Last week a young man came in to the Martinez Museum with a question. He had noticed that on several corners along Alhambra Avenue, the name "Smith" was incised. He wondered why, and it occurred to me that others might also wonder about it.
It was in 1849 that the heirs of Don Ygnacio Martinez, through their agent and brother-in-law, Col. William M. Smith, commissioned Thomas A. Brown to survey for a city on the west bank of El Hambre Creek*, an area that encompassed some 120 acres that extended to what is now G Street.
Colonel Smith had joined the Martinez family in 1848, marrying Susana, young widow of Capt. William S. Hinkley, ship-owner and member of the business community of Yerba Buena*, who had been killed in a fall from a horse two years earlier.
Though Smith had come from a respected family of Savannah, GA, his reputation in Yerba Buena was rather unsavory. He was known as a crack pistol shot, a bareback rider and minstrel black-face performer, a hard drinker and an opportunist.
Evidently deciding to turn over a new leaf, his first job, with William A. Leidesdorff, collecting hides and tallow for shipping, must have prospered, for within two years he was in business for himself with Frank Ward, for whom our Ward Street is named, and was referred to as a leading citizen by William Heath Davis, noted historian of California.
Following their marriage in 1848, Dona Susana and Smith moved to Rancho el Pinole, probably following the death of Don Ygnacio, which made her an heir to the 17,000-plus acre rancho, along with 10 brothers and sisters.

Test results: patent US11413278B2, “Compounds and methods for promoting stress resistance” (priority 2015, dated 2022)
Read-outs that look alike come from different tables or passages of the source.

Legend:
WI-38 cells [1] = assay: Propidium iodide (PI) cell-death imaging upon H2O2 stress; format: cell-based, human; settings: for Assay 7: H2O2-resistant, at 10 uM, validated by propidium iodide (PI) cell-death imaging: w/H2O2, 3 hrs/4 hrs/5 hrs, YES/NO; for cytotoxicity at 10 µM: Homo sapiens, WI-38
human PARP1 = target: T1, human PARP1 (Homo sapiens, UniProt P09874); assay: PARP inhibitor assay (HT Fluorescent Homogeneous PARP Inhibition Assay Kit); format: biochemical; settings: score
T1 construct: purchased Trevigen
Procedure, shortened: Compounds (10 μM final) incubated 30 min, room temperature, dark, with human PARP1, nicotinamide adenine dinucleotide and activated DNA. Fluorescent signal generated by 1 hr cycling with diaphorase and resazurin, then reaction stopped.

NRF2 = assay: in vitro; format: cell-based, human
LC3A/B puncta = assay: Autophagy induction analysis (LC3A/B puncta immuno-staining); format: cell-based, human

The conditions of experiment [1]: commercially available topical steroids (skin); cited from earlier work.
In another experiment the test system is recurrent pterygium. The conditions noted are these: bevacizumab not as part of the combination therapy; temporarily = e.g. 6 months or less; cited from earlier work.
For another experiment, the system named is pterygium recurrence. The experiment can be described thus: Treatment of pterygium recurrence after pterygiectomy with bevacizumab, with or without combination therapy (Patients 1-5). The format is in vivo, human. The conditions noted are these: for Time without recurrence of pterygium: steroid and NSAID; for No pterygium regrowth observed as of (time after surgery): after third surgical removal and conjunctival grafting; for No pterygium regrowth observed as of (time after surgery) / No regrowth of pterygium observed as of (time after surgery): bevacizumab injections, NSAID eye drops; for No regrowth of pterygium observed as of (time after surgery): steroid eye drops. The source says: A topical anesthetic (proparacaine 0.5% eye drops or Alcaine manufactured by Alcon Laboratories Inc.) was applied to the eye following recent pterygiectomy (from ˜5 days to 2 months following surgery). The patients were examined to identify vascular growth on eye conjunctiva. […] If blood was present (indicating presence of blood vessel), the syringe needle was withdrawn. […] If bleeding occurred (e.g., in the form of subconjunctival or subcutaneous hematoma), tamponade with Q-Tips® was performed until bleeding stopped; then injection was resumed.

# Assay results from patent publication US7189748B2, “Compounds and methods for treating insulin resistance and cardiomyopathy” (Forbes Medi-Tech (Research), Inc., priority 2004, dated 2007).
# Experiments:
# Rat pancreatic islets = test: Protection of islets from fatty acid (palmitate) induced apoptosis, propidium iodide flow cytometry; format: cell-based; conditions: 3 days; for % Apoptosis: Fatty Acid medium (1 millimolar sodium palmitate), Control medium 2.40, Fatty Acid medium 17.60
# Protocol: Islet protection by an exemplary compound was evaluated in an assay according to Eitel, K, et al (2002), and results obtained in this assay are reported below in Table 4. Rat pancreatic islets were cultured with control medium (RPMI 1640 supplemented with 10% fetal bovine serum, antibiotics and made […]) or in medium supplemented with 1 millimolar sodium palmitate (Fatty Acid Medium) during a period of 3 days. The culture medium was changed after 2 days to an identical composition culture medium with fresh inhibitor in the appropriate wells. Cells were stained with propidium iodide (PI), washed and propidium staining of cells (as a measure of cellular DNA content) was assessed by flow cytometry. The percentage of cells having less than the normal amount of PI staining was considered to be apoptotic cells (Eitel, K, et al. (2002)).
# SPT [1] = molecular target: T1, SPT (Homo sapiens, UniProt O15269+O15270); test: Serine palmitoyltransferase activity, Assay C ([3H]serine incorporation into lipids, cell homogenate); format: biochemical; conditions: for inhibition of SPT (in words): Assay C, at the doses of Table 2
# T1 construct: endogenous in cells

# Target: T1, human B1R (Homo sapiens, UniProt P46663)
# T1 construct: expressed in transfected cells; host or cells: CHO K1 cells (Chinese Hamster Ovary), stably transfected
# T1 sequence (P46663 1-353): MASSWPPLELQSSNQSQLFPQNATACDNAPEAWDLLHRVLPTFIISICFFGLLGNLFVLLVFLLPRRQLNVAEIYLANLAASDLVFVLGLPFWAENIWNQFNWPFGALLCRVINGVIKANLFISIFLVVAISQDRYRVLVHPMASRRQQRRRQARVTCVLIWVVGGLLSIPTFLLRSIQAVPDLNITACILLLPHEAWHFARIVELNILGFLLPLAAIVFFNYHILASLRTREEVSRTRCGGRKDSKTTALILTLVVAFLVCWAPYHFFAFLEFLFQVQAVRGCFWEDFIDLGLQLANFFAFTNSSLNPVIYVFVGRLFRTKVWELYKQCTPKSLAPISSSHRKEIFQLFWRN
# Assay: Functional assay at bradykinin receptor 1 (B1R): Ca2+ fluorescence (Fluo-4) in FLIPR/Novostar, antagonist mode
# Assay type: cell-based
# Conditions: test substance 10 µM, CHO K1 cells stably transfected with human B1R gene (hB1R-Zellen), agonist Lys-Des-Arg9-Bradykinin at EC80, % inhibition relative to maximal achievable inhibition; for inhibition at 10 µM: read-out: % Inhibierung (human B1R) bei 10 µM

By now, summer of 1848, the gold rush was on. Traffic through the Martinez property that summer, to ferry across the Strait on Dr. Robert Semple’s flat-bottomed boat to Benicia and beyond, was tremendous. Accounts tell of up to 200 wagons waiting for transport. This prompted Smith to convince the family that a city should be established. To this end he was given permission to hire Brown, son of pioneer Elam Brown, who two years earlier had settled in Lafayette.
Blocks were laid out, consisting of lots 50 by 100 feet, and sales took off immediately. One deed at least calls for a building to be erected within six months. At any rate, building began, with the first structure a trading post at what is now Ward and Berrellesa Streets.
It was only natural that the main street leading in to the new town from both San Pablo and San Jose, and terminating at the water’s edge, should be named for the man who began all this activity. Smith Street it was, and though there is mention in a newspaper as early as 1893 that the street name should be changed to Alhambra, it wasn’t until 1924 that the change was actually made.
Smith, who had so prospered in Yerba Buena, who had changed from a ne’er –do-well to a respected man of property, who worked so hard to create a metropolis for the Martinez family, who memorialized many members of his wife’s family by naming streets after them, found himself in a business deal that went awry. Over extended financially, in a fit of depression at age 39, he put a bullet through his head.
Only the name "Smith" on a couple of concrete curbs serves to remind us today that the city’s founder ever existed. He lies buried in a now unmarked grave at Alhambra Cemetery*.
Interestingly enough, when his widow, the lovely Susana who later married a French Trader, Benoit Vasero Merle, passed away in 1881, she left some 109 city blocks to her heirs, all a part of her inheritance so many years earlier.
It seems she learned her financial lessons far better than did her ill-starred second husband. Susana Street* is named for her, and it is an indication of her value to Smith. Susana Street came after Howard (now Marina Vista), Ruden (now Main), Ward, Green, Thompson and Mellus – all (named after) San Francisco business associates of Martinez’ forgotten founder, Col. William M. Smith.
--Charlene Perry, June 1981